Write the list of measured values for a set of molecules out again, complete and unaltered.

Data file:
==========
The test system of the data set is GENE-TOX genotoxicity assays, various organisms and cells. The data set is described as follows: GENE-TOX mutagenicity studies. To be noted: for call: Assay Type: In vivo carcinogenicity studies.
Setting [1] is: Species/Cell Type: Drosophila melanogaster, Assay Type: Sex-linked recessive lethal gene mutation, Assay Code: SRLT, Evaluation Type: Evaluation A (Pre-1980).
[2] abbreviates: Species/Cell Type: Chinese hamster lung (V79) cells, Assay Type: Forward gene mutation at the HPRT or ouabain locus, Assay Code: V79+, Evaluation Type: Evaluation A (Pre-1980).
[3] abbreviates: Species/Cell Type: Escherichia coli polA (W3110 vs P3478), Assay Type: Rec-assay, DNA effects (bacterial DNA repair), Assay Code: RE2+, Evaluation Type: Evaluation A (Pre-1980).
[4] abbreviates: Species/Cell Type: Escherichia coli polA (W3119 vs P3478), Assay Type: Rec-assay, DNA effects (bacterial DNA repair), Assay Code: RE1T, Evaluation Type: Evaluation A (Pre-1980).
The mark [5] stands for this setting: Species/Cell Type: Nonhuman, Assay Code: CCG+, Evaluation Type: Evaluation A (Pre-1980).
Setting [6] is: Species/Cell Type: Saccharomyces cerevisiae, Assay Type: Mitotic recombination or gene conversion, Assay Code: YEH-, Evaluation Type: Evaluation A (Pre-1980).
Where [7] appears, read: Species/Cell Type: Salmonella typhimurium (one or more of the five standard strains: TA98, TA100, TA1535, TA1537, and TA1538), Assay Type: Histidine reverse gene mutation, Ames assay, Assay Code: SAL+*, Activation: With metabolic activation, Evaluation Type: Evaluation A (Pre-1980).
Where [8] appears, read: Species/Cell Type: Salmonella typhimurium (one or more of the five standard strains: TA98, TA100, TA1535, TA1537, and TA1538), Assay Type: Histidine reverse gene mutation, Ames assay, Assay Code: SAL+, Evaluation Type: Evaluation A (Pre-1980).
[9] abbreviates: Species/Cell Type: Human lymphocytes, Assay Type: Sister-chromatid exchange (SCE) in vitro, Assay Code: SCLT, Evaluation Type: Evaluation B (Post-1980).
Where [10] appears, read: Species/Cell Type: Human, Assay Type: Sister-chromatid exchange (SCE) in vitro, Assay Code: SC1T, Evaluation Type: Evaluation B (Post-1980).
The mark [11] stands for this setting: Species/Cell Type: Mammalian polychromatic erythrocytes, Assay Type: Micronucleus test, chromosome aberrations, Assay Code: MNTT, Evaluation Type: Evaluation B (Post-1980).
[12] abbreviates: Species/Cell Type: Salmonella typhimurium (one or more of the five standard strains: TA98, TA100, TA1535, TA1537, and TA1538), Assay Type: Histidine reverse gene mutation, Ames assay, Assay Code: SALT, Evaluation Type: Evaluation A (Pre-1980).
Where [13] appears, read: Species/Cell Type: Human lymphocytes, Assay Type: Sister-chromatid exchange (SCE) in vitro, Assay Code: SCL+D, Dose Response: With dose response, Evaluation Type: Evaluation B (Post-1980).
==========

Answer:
The test system of the data set is GENE-TOX genotoxicity assays, various organisms and cells. The data set is described as follows: GENE-TOX mutagenicity studies. To be noted: for call: Assay Type: In vivo carcinogenicity studies.
Setting [1] is: Species/Cell Type: Drosophila melanogaster, Assay Type: Sex-linked recessive lethal gene mutation, Assay Code: SRLT, Evaluation Type: Evaluation A (Pre-1980).
[2] abbreviates: Species/Cell Type: Chinese hamster lung (V79) cells, Assay Type: Forward gene mutation at the HPRT or ouabain locus, Assay Code: V79+, Evaluation Type: Evaluation A (Pre-1980).
[3] abbreviates: Species/Cell Type: Escherichia coli polA (W3110 vs P3478), Assay Type: Rec-assay, DNA effects (bacterial DNA repair), Assay Code: RE2+, Evaluation Type: Evaluation A (Pre-1980).
[4] abbreviates: Species/Cell Type: Escherichia coli polA (W3119 vs P3478), Assay Type: Rec-assay, DNA effects (bacterial DNA repair), Assay Code: RE1T, Evaluation Type: Evaluation A (Pre-1980).
The mark [5] stands for this setting: Species/Cell Type: Nonhuman, Assay Code: CCG+, Evaluation Type: Evaluation A (Pre-1980).
Setting [6] is: Species/Cell Type: Saccharomyces cerevisiae, Assay Type: Mitotic recombination or gene conversion, Assay Code: YEH-, Evaluation Type: Evaluation A (Pre-1980).
Where [7] appears, read: Species/Cell Type: Salmonella typhimurium (one or more of the five standard strains: TA98, TA100, TA1535, TA1537, and TA1538), Assay Type: Histidine reverse gene mutation, Ames assay, Assay Code: SAL+*, Activation: With metabolic activation, Evaluation Type: Evaluation A (Pre-1980).
Where [8] appears, read: Species/Cell Type: Salmonella typhimurium (one or more of the five standard strains: TA98, TA100, TA1535, TA1537, and TA1538), Assay Type: Histidine reverse gene mutation, Ames assay, Assay Code: SAL+, Evaluation Type: Evaluation A (Pre-1980).
[9] abbreviates: Species/Cell Type: Human lymphocytes, Assay Type: Sister-chromatid exchange (SCE) in vitro, Assay Code: SCLT, Evaluation Type: Evaluation B (Post-1980).
Where [10] appears, read: Species/Cell Type: Human, Assay Type: Sister-chromatid exchange (SCE) in vitro, Assay Code: SC1T, Evaluation Type: Evaluation B (Post-1980).
The mark [11] stands for this setting: Species/Cell Type: Mammalian polychromatic erythrocytes, Assay Type: Micronucleus test, chromosome aberrations, Assay Code: MNTT, Evaluation Type: Evaluation B (Post-1980).
[12] abbreviates: Species/Cell Type: Salmonella typhimurium (one or more of the five standard strains: TA98, TA100, TA1535, TA1537, and TA1538), Assay Type: Histidine reverse gene mutation, Ames assay, Assay Code: SALT, Evaluation Type: Evaluation A (Pre-1980).
Where [13] appears, read: Species/Cell Type: Human lymphocytes, Assay Type: Sister-chromatid exchange (SCE) in vitro, Assay Code: SCL+D, Dose Response: With dose response, Evaluation Type: Evaluation B (Post-1980).